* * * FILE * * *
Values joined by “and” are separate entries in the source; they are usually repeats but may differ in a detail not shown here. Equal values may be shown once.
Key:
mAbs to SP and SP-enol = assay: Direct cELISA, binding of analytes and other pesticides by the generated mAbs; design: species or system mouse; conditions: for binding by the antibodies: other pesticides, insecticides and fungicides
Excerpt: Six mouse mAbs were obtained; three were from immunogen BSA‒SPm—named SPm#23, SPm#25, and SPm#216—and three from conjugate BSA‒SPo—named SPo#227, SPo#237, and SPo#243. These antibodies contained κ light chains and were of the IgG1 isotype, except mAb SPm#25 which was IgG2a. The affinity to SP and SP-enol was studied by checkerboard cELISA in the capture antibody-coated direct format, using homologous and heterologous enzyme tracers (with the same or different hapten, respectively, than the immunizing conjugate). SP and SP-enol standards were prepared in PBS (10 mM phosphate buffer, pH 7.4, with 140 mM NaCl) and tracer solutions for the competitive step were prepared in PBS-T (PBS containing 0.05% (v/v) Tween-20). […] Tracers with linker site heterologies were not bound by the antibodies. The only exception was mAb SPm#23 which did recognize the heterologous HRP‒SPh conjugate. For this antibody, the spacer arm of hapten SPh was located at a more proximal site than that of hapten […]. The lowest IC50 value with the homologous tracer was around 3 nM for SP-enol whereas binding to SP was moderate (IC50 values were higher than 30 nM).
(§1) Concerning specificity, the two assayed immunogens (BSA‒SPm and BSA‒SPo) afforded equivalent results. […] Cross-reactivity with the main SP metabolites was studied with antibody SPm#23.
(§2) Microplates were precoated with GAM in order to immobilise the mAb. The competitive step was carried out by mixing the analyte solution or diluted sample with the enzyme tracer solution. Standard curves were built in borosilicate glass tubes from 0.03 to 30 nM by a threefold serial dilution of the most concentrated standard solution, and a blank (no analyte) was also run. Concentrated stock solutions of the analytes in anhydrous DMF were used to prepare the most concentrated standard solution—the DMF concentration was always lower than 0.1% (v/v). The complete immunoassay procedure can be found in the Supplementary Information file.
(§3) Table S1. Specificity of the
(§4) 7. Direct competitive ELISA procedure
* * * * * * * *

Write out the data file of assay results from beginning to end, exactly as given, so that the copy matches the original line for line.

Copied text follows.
Values joined by “and” are separate entries in the source; they are usually repeats but may differ in a detail not shown here. Equal values may be shown once.
Key:
mAbs to SP and SP-enol = assay: Direct cELISA, binding of analytes and other pesticides by the generated mAbs; design: species or system mouse; conditions: for binding by the antibodies: other pesticides, insecticides and fungicides
Excerpt: Six mouse mAbs were obtained; three were from immunogen BSA‒SPm—named SPm#23, SPm#25, and SPm#216—and three from conjugate BSA‒SPo—named SPo#227, SPo#237, and SPo#243. These antibodies contained κ light chains and were of the IgG1 isotype, except mAb SPm#25 which was IgG2a. The affinity to SP and SP-enol was studied by checkerboard cELISA in the capture antibody-coated direct format, using homologous and heterologous enzyme tracers (with the same or different hapten, respectively, than the immunizing conjugate). SP and SP-enol standards were prepared in PBS (10 mM phosphate buffer, pH 7.4, with 140 mM NaCl) and tracer solutions for the competitive step were prepared in PBS-T (PBS containing 0.05% (v/v) Tween-20). […] Tracers with linker site heterologies were not bound by the antibodies. The only exception was mAb SPm#23 which did recognize the heterologous HRP‒SPh conjugate. For this antibody, the spacer arm of hapten SPh was located at a more proximal site than that of hapten […]. The lowest IC50 value with the homologous tracer was around 3 nM for SP-enol whereas binding to SP was moderate (IC50 values were higher than 30 nM).
(§1) Concerning specificity, the two assayed immunogens (BSA‒SPm and BSA‒SPo) afforded equivalent results. […] Cross-reactivity with the main SP metabolites was studied with antibody SPm#23.
(§2) Microplates were precoated with GAM in order to immobilise the mAb. The competitive step was carried out by mixing the analyte solution or diluted sample with the enzyme tracer solution. Standard curves were built in borosilicate glass tubes from 0.03 to 30 nM by a threefold serial dilution of the most concentrated standard solution, and a blank (no analyte) was also run. Concentrated stock solutions of the analytes in anhydrous DMF were used to prepare the most concentrated standard solution—the DMF concentration was always lower than 0.1% (v/v). The complete immunoassay procedure can be found in the Supplementary Information file.
(§3) Table S1. Specificity of the
(§4) 7. Direct competitive ELISA procedure